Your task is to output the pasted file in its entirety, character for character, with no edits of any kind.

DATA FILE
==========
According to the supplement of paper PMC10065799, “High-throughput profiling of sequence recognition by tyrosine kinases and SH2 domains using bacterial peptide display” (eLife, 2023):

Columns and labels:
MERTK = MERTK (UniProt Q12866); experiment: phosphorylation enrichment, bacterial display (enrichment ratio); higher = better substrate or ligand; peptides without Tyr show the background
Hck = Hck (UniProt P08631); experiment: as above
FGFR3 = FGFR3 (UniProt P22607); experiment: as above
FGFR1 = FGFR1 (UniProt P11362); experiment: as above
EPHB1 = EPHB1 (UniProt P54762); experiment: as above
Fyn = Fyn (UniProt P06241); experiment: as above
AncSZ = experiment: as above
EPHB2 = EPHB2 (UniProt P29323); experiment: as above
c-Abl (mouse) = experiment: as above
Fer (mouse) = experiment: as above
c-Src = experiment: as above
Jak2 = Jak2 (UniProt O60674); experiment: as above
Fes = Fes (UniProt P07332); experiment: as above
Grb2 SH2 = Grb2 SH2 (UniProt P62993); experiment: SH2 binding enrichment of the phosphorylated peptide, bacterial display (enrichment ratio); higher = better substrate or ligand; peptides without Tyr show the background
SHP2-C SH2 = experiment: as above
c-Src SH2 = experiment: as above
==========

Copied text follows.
According to the supplement of paper PMC10065799, “High-throughput profiling of sequence recognition by tyrosine kinases and SH2 domains using bacterial peptide display” (eLife, 2023):

Columns and labels:
MERTK = MERTK (UniProt Q12866); experiment: phosphorylation enrichment, bacterial display (enrichment ratio); higher = better substrate or ligand; peptides without Tyr show the background
Hck = Hck (UniProt P08631); experiment: as above
FGFR3 = FGFR3 (UniProt P22607); experiment: as above
FGFR1 = FGFR1 (UniProt P11362); experiment: as above
EPHB1 = EPHB1 (UniProt P54762); experiment: as above
Fyn = Fyn (UniProt P06241); experiment: as above
AncSZ = experiment: as above
EPHB2 = EPHB2 (UniProt P29323); experiment: as above
c-Abl (mouse) = experiment: as above
Fer (mouse) = experiment: as above
c-Src = experiment: as above
Jak2 = Jak2 (UniProt O60674); experiment: as above
Fes = Fes (UniProt P07332); experiment: as above
Grb2 SH2 = Grb2 SH2 (UniProt P62993); experiment: SH2 binding enrichment of the phosphorylated peptide, bacterial display (enrichment ratio); higher = better substrate or ligand; peptides without Tyr show the background
SHP2-C SH2 = experiment: as above
c-Src SH2 = experiment: as above